While again noting that I don’t often write about provincial matters, sometimes they can be a microcosm or a vanguard of broader themes happening in different legislatures across the country, including the federal parliament, and this item out of Queen’s Park raises alarm bells because it is a telling sign. The province’s Financial Accountability Office – the provincial equivalent of the Parliamentary Budget Officer – tabled his annual report that essentially states that there’s not enough scrutiny happening within the legislature. And yes, that’s a very big problem.
Ontario's budget watchdog suggests the legislature might wish to do its job of monitoring the actions of the executive branch. pic.twitter.com/PkgWx2W3yt
— David Reevely (@davidreevely) July 13, 2017
While I am a bit surprised that his office is being underutilized, the fact that backbenchers aren’t doing the work of scrutinizing the actions of Cabinet – particularly on budget matters – is not unique to the province. Here in Ottawa, we see too many instances of MPs passing the Estimates with the barest of glances, and when ministers appear before committee to discuss them, they are generally bombarded with questions about issues of the day rather than what’s in the Estimates. That most of the scrutiny of the Estimates now happens in the Senate is Ottawa’s saving grace – something that provinces like Ontario can’t claim.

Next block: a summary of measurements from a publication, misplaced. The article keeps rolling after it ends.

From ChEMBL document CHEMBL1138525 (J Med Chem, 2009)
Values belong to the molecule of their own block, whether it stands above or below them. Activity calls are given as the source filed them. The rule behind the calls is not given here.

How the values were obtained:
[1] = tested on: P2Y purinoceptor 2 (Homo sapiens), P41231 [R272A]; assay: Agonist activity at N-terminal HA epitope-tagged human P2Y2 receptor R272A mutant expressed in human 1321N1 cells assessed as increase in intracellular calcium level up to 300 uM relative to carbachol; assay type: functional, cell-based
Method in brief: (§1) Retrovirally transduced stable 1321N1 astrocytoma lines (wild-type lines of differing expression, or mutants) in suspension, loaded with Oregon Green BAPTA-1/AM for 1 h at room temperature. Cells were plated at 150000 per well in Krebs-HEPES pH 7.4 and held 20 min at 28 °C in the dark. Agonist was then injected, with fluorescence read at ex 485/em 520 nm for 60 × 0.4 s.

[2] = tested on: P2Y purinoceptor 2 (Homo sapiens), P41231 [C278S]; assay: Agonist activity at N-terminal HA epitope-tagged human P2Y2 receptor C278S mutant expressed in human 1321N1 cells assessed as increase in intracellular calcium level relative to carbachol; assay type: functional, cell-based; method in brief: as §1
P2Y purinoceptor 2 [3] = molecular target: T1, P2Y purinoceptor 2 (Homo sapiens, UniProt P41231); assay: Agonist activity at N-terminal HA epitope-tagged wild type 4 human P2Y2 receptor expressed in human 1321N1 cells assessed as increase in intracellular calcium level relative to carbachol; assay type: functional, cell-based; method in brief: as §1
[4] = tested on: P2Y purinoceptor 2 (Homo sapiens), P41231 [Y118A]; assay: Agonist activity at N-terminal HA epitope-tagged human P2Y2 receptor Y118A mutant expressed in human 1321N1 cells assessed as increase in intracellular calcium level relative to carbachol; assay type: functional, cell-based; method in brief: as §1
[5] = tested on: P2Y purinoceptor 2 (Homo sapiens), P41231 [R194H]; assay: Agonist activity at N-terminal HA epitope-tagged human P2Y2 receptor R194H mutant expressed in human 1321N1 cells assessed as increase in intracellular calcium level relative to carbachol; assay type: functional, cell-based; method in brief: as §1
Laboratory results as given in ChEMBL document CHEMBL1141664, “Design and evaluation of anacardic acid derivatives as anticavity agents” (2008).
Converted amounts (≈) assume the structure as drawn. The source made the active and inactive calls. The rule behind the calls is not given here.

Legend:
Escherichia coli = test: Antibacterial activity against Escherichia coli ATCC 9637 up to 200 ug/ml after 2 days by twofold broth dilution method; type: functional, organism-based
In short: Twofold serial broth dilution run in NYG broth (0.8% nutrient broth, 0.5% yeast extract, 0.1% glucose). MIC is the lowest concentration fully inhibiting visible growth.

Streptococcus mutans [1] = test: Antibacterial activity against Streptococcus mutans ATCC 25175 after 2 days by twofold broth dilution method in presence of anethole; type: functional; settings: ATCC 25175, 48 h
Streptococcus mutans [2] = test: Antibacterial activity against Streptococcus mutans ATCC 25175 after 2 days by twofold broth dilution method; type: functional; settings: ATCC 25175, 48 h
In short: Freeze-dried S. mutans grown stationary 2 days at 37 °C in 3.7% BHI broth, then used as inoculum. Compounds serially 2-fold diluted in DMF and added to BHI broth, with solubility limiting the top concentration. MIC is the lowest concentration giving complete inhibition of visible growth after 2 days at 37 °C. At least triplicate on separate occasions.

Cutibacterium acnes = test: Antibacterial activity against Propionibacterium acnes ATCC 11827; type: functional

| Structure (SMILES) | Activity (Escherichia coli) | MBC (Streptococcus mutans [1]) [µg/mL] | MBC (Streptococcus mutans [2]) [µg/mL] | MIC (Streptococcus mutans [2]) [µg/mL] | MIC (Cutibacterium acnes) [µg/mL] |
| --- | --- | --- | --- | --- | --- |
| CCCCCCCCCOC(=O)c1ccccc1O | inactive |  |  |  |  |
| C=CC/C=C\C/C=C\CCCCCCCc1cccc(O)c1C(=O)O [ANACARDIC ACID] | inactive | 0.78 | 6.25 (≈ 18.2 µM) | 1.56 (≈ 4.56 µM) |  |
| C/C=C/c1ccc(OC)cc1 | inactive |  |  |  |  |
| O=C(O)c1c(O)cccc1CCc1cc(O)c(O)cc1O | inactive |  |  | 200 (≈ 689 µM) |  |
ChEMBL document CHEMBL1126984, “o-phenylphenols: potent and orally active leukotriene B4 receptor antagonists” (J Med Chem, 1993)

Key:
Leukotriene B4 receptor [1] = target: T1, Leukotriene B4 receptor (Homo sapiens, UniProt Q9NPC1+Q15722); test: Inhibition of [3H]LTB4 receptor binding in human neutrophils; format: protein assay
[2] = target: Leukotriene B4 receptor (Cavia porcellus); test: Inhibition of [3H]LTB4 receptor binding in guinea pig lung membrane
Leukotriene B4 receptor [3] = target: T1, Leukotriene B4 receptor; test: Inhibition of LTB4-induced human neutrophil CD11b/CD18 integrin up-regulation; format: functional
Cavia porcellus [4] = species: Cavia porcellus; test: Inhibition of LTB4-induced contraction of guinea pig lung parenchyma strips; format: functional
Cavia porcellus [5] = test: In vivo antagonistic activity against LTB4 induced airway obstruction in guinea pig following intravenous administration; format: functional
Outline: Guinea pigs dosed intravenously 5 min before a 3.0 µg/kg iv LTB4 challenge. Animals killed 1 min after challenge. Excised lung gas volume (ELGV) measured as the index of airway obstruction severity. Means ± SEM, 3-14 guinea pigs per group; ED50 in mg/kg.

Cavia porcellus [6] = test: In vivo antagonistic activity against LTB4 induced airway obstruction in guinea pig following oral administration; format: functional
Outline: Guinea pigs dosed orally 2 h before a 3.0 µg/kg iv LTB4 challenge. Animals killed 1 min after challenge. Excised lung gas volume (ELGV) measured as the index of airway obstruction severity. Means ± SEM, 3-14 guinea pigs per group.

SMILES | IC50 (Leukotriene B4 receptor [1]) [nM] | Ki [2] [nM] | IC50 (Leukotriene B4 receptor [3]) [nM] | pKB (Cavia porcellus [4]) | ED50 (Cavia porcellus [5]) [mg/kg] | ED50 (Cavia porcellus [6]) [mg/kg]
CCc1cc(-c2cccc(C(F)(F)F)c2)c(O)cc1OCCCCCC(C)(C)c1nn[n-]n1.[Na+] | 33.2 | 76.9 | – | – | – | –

Part of the problem is that our civic literacy has so degraded that most MPs or their provincial counterparts (MPPs, MLAs, MNAs – style them how you will) don’t understand that their actual constitutionally mandated job is to hold the government to account by means of controlling the public purse. That, by definition, means scrutinizing budgets, the Estimates, and the Public Accounts. That MPs and their provincial counterparts don’t want to do that job – or at the very least are ignorant that it’s their responsibility – has meant the creation of more Officers of Parliament like the PBO, and the FAO in Ontario, to do that homework for them, and that’s a huge problem for the health of our democracy. But so long as MPs and their counterparts opt to stick their heads in the sand and play American lawmaker, spending all of their time and energy on private members’ business (when they’re not cheerleading for their particular leader), then our system suffers for it as governments aren’t held to account properly.